Home Q&A Wednesday Q&A Wednesday: They Told Me To Only Strength Train!

Q&A Wednesday: They Told Me To Only Strength Train!

by Erika Nicole Kendall

Q: I am currently going to a gym that says that you should only do strength training and not cardio.  They claim that if you build enough muscle, you should be able to burn the fat and that cardio will decrease your muscle gain.    Do you have link that may explain the advantages and disadvantages of this?

I’m mildly annoyed by this.

Yes, muscle development and maintenance burns more calories than carrying fat. This is why it’s better, in the long run, to strength train. You also, as a muscular person, can eat more calories without gaining weight. (No one ever understands this, but I have to bring up bodybuilders – they have to eat a lot of mostly protein, just to make sure that they can maintain their bodies. A muscular body is rarely a malnourished one.)

That being said, cardiovascular exercise serves two valuable purposes and I’m a little annoyed that a gym would misconstrue that:

1) Cardiovascular exercise burns fat. Directly. There’s no roundabout way to go about it. Muscle development is awesome because developing and carrying a cubic inch of muscle burns almost three times as many calories as a cubic inch of fat. However, most people don’t want to just build a bunch of muscle and wait for that to burn off whatever fat they’ve got… and I think that’s fair. We’re not talking about nutrition, here – we’re talking about vanity. Appearances. And if you’re not going for the “I can only see a little bit of my muscle because it’s hiding under all this stuff I haven’t burned” look, then it’s not going to work for you.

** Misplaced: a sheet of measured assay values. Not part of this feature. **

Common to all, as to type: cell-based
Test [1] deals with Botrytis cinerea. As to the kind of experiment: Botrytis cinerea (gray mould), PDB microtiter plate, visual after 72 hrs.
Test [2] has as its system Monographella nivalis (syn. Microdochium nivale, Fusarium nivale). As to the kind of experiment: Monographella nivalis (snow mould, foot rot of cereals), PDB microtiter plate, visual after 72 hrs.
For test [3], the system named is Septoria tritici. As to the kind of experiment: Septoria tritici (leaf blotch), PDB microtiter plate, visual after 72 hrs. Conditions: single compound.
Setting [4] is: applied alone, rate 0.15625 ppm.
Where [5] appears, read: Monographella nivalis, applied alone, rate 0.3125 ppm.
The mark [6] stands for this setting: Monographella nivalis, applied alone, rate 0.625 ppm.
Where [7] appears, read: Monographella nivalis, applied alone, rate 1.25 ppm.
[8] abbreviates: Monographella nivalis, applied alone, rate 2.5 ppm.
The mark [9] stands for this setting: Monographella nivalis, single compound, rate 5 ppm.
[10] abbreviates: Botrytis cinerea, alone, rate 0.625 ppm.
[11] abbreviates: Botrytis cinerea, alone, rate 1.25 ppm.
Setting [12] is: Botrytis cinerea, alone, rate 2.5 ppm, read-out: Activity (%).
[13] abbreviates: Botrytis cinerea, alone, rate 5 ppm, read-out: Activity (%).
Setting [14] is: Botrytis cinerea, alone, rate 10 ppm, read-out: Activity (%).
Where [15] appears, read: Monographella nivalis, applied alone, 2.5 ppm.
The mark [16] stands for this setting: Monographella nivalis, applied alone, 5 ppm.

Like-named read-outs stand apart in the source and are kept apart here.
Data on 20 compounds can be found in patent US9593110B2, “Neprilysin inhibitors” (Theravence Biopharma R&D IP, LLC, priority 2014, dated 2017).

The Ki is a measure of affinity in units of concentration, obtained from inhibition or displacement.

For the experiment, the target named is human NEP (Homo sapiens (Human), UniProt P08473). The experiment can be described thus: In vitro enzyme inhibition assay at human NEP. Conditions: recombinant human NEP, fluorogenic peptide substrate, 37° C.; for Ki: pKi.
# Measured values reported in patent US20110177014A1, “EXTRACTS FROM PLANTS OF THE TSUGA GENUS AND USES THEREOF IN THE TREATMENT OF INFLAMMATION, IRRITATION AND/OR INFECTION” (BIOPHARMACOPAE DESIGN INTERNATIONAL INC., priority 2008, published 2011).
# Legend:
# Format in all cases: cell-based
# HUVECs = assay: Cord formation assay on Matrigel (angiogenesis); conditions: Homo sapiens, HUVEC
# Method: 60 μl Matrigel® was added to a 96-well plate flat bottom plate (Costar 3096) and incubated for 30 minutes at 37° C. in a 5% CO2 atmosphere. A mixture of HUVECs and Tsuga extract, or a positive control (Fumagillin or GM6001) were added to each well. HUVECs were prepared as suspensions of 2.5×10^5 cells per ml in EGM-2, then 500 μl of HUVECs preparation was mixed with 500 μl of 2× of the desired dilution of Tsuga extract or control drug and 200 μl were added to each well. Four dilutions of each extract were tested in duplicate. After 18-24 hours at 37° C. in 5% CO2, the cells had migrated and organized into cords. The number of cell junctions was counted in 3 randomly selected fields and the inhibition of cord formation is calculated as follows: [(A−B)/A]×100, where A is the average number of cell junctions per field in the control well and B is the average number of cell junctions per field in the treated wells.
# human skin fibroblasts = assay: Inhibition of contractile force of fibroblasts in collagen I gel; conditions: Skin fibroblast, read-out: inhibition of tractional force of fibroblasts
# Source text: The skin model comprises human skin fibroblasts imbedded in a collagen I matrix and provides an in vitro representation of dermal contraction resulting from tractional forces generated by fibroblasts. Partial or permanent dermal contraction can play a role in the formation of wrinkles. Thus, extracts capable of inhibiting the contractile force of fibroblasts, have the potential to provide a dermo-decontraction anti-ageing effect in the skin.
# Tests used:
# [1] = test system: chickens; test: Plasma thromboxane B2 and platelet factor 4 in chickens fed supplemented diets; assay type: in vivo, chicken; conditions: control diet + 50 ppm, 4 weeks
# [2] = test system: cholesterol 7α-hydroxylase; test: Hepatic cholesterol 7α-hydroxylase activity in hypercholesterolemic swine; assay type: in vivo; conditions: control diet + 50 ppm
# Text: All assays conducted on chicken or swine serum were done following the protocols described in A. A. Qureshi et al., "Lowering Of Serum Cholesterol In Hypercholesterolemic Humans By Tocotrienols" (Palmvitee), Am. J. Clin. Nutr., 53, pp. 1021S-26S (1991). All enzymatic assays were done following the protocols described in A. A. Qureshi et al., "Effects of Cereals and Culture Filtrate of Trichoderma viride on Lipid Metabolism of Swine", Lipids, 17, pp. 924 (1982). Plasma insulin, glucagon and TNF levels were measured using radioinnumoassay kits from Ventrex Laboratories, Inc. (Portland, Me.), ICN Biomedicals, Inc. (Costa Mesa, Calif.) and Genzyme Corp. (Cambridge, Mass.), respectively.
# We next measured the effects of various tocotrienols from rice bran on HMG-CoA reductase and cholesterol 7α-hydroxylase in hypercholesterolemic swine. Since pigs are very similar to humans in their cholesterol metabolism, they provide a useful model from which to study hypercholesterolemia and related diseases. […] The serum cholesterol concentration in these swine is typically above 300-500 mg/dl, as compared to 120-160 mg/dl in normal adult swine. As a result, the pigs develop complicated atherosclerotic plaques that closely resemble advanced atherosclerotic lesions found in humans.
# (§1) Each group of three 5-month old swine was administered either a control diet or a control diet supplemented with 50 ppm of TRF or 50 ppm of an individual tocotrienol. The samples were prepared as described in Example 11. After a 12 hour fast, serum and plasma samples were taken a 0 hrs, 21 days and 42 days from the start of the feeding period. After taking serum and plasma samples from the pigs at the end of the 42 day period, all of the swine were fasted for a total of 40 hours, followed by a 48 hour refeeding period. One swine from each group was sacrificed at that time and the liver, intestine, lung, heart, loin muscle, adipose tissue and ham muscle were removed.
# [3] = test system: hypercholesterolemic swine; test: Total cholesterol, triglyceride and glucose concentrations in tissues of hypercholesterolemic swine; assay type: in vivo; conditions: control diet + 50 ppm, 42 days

2) Cardio, most importantly, is exercise for your cardiovascular system. Your heart. Your lungs. Your arteries. Your heart and everything connected to it? Cardio works all of that out. When you inhale deeply during cardio, you are pumping oxygen, nutrition and blood through your body …through your arteries and veins. When you eat certain foods (like, for an indisputable example, trans-fats) that clog your arteries, you are eating foods that prevent your blood from flowing through your heart (and, really, your brain.) When you perform cardio, you’re not only exercising your heart, but you’re unclogging your arteries. (That’s why food manufacturers are so adamant about promoting exercise….it can work to counter some of the effects of a bad diet, but not all.) When blood pauses in flowing to the brain, that causes stroke. When blood can’t flow through the heart, that causes heart attacks.

The bottom line is that as a far more sedentary people, if we’re not performing cardio, we’re not exercising one of the most important systems in our body.

The frustrating thing about the gym’s advice, at least to me, is that they’re fronting like there aren’t activities that combine muscular development and cardio all at the same time.